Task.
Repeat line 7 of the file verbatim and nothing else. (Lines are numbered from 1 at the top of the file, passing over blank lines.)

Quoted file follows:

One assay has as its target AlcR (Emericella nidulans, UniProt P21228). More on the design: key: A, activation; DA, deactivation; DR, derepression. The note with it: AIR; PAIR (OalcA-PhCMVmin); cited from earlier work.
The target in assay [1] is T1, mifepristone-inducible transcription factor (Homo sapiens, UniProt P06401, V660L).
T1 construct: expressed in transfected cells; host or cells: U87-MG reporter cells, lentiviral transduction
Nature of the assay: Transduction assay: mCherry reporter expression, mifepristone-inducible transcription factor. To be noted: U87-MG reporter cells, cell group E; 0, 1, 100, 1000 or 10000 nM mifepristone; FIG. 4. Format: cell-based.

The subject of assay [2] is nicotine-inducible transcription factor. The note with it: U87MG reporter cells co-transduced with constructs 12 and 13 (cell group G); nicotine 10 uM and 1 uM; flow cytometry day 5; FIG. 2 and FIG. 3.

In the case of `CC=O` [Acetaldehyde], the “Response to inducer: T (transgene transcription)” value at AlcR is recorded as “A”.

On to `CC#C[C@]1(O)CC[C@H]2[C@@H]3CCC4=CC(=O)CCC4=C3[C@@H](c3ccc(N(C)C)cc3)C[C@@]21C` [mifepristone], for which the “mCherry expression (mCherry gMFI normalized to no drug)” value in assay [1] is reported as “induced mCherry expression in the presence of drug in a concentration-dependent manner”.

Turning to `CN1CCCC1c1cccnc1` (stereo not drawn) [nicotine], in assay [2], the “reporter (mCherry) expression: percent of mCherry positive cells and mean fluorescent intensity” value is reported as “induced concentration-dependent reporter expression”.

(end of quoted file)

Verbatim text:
On to `CC#C[C@]1(O)CC[C@H]2[C@@H]3CCC4=CC(=O)CCC4=C3[C@@H](c3ccc(N(C)C)cc3)C[C@@]21C` [mifepristone], for which the “mCherry expression (mCherry gMFI normalized to no drug)” value in assay [1] is reported as “induced mCherry expression in the presence of drug in a concentration-dependent manner”.